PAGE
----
I’ve been playing around with the idea of User Personas for use in technology selection projects. I’ve used user personas while building various websites and applications, but never used them (or heard of them being used) in technology selection projects.
If you aren’t familiar with the idea of user personas, go read Ten Steps to User Personas or Personas: The Foundation of a Great User Experience or User personas and how they can improve your site for a brief background on how personas are used.
Again – I’ve mostly run across personas in the web space as a way to help guide/drive design of websites and content. I have used user ‘scenarios’ before in selection projects but never taken the formal step of creating personas.
In my thinking about the subject, I’ve come up with a few positives outcomes of creating personas for selection projects. They are:
- Thinking about personas forces you to think about the people first. What type of people will use your technology? How will those people interact with it?
- Personas force you to roleplay and gameplay your technology strategy. While thinking about user personas, you are forced to walk through your strategy and technology roadmap to ensure it matches your organizational culture.
- Thinking about personas forces you to bridge the gap between strategy and tactics. Do you have the right people in place to take advantage of the technology?
- Personas can help you think through support requirements for the new technology.
Now…most of the above are things that any good team and/or consultant should do anyway…but by focusing first on the users and user personas, wouldn’t it force to you really think through your strategy and technology from a people perspective? I think so.
Let’s take a look at an example of how user personas might help in technology selection.
Imagine you’re tasked with selecting a Web Content Management System (WCM) for your organization. The idea is to allow a large portion of users to have access to the WCM to create their own content and then push that content through an editing / publishing workflow.
Seems simple enough right? You put out an RFP and begin your technology selection process. You look at demos and have tons of meetings and finally select the ‘winner’ based on your selection criteria.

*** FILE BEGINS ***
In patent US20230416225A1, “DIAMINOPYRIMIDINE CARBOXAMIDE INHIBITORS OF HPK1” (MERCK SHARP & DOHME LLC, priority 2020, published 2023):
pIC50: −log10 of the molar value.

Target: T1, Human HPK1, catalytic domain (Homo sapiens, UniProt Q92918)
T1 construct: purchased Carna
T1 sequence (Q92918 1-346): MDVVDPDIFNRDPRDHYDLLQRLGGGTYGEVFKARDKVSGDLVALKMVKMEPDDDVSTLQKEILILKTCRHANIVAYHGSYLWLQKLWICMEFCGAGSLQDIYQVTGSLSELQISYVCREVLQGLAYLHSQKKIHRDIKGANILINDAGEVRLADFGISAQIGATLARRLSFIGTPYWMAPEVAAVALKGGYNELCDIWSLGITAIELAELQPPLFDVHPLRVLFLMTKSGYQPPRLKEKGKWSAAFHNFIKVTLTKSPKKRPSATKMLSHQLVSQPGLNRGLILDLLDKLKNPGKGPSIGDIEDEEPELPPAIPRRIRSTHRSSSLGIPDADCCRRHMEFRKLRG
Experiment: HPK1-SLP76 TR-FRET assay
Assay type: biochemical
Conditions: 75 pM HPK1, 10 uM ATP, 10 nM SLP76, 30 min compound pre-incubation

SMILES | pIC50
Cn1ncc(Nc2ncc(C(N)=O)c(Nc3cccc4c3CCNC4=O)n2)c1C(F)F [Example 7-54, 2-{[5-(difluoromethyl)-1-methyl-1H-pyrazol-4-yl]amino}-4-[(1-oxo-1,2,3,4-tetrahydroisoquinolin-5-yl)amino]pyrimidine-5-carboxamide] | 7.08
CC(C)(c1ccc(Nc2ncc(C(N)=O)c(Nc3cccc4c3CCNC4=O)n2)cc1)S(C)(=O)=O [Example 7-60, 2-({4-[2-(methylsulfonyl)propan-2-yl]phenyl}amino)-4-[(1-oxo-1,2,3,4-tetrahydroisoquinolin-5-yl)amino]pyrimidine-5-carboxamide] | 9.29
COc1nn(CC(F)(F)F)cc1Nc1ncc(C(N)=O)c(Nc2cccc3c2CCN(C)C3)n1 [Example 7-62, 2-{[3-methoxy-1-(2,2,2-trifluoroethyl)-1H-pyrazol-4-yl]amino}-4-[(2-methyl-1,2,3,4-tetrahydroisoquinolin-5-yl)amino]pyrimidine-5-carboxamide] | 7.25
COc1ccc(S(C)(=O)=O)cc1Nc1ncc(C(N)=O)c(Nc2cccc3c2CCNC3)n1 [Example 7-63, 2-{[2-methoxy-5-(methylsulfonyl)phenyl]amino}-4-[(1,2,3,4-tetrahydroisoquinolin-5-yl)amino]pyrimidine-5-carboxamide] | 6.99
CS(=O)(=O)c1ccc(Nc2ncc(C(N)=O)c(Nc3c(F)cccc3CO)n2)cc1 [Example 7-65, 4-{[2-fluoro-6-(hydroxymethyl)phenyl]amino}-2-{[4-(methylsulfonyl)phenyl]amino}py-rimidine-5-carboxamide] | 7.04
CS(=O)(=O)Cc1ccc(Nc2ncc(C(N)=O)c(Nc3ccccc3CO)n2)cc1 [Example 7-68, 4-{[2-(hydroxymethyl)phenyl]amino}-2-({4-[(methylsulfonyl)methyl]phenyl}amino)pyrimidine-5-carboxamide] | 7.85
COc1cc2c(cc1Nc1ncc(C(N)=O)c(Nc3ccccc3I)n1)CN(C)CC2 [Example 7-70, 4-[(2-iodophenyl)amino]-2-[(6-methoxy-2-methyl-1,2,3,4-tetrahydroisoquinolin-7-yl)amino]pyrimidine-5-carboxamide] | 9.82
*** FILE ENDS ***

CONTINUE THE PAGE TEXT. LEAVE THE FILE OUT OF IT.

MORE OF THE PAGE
You’ve developed your requirements for the technology. You know what you want the WCM to ‘do’…but do you know what users will be using it and/or how those users will interact with it? Does the new WCM align well with your organizational culture? Is the chosen platform usable and useful to the people in your organization?
Sure…you want a platform that is ‘easy to use’, etc…but ‘easy to use’ for you is different than ‘easy to use’ for Janice, the 65 year old user from Group X who’ll be the one responsible for updating the content for that group. Will Janice be able to use the content editor screen of the WCM to input or edit content ? Will she have to know HTML to do her job?
Does the WCM you’ve chosen allow a user like Janice to do her job without some serious customization? If not, what work will be needed to make it easier for Janice to embrace this new platform?
The answers to these questions are strictly dependent on how you develop your selection criteria….and I think user personas will help. By crafting user personas that covers the broadest range of users, you ensure that the people using the technology are considered. Building a set of user personas for your internal user groups will help you not only craft a good technology strategy but also help in selecting the right technology platform for your organization.
Personas have been used for years in the application development and web design/development fields…but I’ve never seen them used for technology selection projects. I’ve seen some consultants use user stories and user scenarios for technology selection and strategy projects but I haven’t seen personas …..have you?
If you’ve used personas in technology selection projects, I’d love to know how they worked out for you.
Image credit: Personas by CannedTuna, on Flickr